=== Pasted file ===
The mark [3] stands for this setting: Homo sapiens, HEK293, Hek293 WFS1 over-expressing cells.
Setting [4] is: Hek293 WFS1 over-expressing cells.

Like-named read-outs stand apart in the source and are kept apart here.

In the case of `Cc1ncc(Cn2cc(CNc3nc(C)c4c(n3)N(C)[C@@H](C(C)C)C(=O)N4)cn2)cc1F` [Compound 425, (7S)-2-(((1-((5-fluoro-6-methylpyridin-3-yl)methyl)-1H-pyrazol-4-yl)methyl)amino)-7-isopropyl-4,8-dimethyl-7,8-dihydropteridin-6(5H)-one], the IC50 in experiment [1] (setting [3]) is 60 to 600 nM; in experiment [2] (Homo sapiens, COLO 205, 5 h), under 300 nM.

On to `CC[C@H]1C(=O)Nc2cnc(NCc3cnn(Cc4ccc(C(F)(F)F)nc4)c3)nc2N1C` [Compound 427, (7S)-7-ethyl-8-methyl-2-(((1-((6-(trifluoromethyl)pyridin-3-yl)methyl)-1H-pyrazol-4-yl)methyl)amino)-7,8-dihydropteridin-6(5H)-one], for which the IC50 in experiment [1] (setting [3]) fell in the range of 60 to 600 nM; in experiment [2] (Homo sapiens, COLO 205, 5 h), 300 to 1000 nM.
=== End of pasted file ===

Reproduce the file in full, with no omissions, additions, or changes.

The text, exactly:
The mark [3] stands for this setting: Homo sapiens, HEK293, Hek293 WFS1 over-expressing cells.
Setting [4] is: Hek293 WFS1 over-expressing cells.

Like-named read-outs stand apart in the source and are kept apart here.

In the case of `Cc1ncc(Cn2cc(CNc3nc(C)c4c(n3)N(C)[C@@H](C(C)C)C(=O)N4)cn2)cc1F` [Compound 425, (7S)-2-(((1-((5-fluoro-6-methylpyridin-3-yl)methyl)-1H-pyrazol-4-yl)methyl)amino)-7-isopropyl-4,8-dimethyl-7,8-dihydropteridin-6(5H)-one], the IC50 in experiment [1] (setting [3]) is 60 to 600 nM; in experiment [2] (Homo sapiens, COLO 205, 5 h), under 300 nM.

On to `CC[C@H]1C(=O)Nc2cnc(NCc3cnn(Cc4ccc(C(F)(F)F)nc4)c3)nc2N1C` [Compound 427, (7S)-7-ethyl-8-methyl-2-(((1-((6-(trifluoromethyl)pyridin-3-yl)methyl)-1H-pyrazol-4-yl)methyl)amino)-7,8-dihydropteridin-6(5H)-one], for which the IC50 in experiment [1] (setting [3]) fell in the range of 60 to 600 nM; in experiment [2] (Homo sapiens, COLO 205, 5 h), 300 to 1000 nM.